Hold on the road

  • Thread starter Yoni
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  • #1
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When I started taking driving lessons a long time ago, my teacher told me that when putting the gear into neutral it diminishes the car's hold on the road. Is it actually true?
The tires "hold" the road through static friction, which has a maximum value of mu*N. Does the gear directly affect mu, which should depend only on the contact area and kind of tire and road? Maybe he simply meant that letting the car accelerate downhill on neutral would increase the centrifugal force needed for a fast turn, which might be higher than the maximum friction allowed.
 

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  • #2
Kurdt
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The gear has nothing to do with how the tyres hold the road so I have no idea what the teacher was getting at. The only thing going into neutral when you drive does is eliminating engine braking.
 
  • #3
Yoni

By 'Hold' your instructor meant keeping the car on the intended route.

Try this experiment.

Hypothisis - Tyre grip is not affected by gear engagement during high speed negotiation of road bends.

Method

1) Find a road with a long tightening bend. Approach it a 60miles an hour and slip into neutral just as you enter the bend.

When you come out of hosptial and recover your vehicle from the body shop try part 2.

2) Approach the bend at 60MPH use the appropriate brake, gear change, accelerate sequence.

Results

Analyse and evaluate the difference betwen the two.

Did you reject the null hypothisis?

Is there a statistically significant difference between 1 and 2,

Is there a clinically significant difference

Discuss the merits and limitations of different driving protocols, how will this affect future driving experience.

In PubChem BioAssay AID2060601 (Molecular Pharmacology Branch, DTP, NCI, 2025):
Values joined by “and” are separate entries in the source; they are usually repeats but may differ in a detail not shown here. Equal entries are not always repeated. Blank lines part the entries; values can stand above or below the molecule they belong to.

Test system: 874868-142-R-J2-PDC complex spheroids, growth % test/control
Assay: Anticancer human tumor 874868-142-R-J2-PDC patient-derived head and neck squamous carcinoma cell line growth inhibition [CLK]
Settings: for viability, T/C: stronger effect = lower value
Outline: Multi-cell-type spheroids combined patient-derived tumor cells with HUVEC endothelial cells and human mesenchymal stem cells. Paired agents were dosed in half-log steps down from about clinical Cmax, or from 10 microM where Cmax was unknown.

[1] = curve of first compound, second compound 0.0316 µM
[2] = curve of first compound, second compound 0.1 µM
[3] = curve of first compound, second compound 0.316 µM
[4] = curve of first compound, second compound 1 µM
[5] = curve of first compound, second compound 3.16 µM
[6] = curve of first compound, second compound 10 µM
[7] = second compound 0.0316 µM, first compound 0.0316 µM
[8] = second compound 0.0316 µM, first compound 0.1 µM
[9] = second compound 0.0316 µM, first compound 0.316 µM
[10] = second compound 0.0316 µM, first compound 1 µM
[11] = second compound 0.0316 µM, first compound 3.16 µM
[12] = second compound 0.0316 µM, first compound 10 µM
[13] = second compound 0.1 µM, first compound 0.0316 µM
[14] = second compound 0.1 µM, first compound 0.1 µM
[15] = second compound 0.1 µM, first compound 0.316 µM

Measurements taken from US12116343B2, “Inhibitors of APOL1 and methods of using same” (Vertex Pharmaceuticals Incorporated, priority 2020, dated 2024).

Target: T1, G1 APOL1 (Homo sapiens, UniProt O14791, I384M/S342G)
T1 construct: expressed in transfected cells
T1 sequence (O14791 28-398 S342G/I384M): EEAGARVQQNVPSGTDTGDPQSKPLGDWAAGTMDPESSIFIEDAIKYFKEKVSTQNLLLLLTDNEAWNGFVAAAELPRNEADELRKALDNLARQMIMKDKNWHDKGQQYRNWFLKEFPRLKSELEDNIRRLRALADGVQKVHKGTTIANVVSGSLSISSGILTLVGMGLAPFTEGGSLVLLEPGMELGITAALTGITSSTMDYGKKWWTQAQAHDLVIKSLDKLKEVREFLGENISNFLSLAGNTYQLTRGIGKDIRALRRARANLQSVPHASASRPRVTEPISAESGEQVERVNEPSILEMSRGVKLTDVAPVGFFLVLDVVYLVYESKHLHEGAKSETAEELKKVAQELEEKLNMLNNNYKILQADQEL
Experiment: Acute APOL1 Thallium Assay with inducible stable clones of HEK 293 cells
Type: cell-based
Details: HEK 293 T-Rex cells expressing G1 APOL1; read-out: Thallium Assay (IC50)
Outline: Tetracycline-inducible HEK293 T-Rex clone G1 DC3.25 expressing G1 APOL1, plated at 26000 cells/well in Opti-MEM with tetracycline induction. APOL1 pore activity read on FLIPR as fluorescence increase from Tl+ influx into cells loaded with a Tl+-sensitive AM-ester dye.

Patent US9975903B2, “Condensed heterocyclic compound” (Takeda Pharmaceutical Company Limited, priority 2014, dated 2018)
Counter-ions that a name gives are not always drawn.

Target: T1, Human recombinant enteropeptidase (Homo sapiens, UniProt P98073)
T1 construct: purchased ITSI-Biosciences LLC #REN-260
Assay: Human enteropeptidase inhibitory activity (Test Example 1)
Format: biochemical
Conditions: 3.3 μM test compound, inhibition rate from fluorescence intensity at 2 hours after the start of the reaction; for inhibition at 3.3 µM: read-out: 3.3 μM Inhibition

Conclusion

Listen to the driving instructor

LoL Dave :rofl:
 
  • #4
rcgldr
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When I started taking driving lessons a long time ago, my teacher told me that when putting the gear into neutral it diminishes the car's hold on the road. Is it actually true?
No it's not true. All this does is disconnect the engine from driven tires, eliminating engine induced acceleration or deceleration.

If anything, reducing the forward or rearward force at the contact patch on the driven tires, leaves more of the total grip available for cornering. For this very reason, almost all racing motorcycles, some street motorcycles, and some race cars, have slipper clutches that slip a bit during engine braking to reduce the engine braking force on the rear tire(s).
 
  • #5
russ_watters
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Try this experiment.
Your experiment involved using the brakes. If you apply the brakes before entering a turn to reduce your speed, that's not the same as entering the turn at constant speed and also not the same as keeping the car in gear. It is the application of the brakes to reduce the speed so you can negotiate the turn that keeps you on the road, not the fact that the car is still in gear.

Your experiment is a non sequitur.
 
  • #6
65
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If anything, reducing the forward or rearward force at the contact patch on the driven tires, leaves more of the total grip available for cornering. For this very reason, almost all racing motorcycles, some street motorcycles, and some race cars, have slipper clutches that slip a bit during engine braking to reduce the engine braking force on the rear tire(s).
Jeff, I agree with you completely, eliminating the force on the forward/backward axis leaves more space for friction on the radial axis, for turning. But I don't understand why is it important to reduce engine braking in the rear tyres specifically.

However, consider this hypothesis:
The gear induces only engine break that inhibits rolling of the tyres, which in turn reduce car speed by friction with the road. This deceleration would still be able to increase the maximum static friction through an increase in the area of contact between the road and the front tyres. Mostly the front tyres are important in turning, and the deceleration creates higher pressure on the front tyres (and less pressure on the rear tyres) which can increase the contact area and also the Normal force.
 

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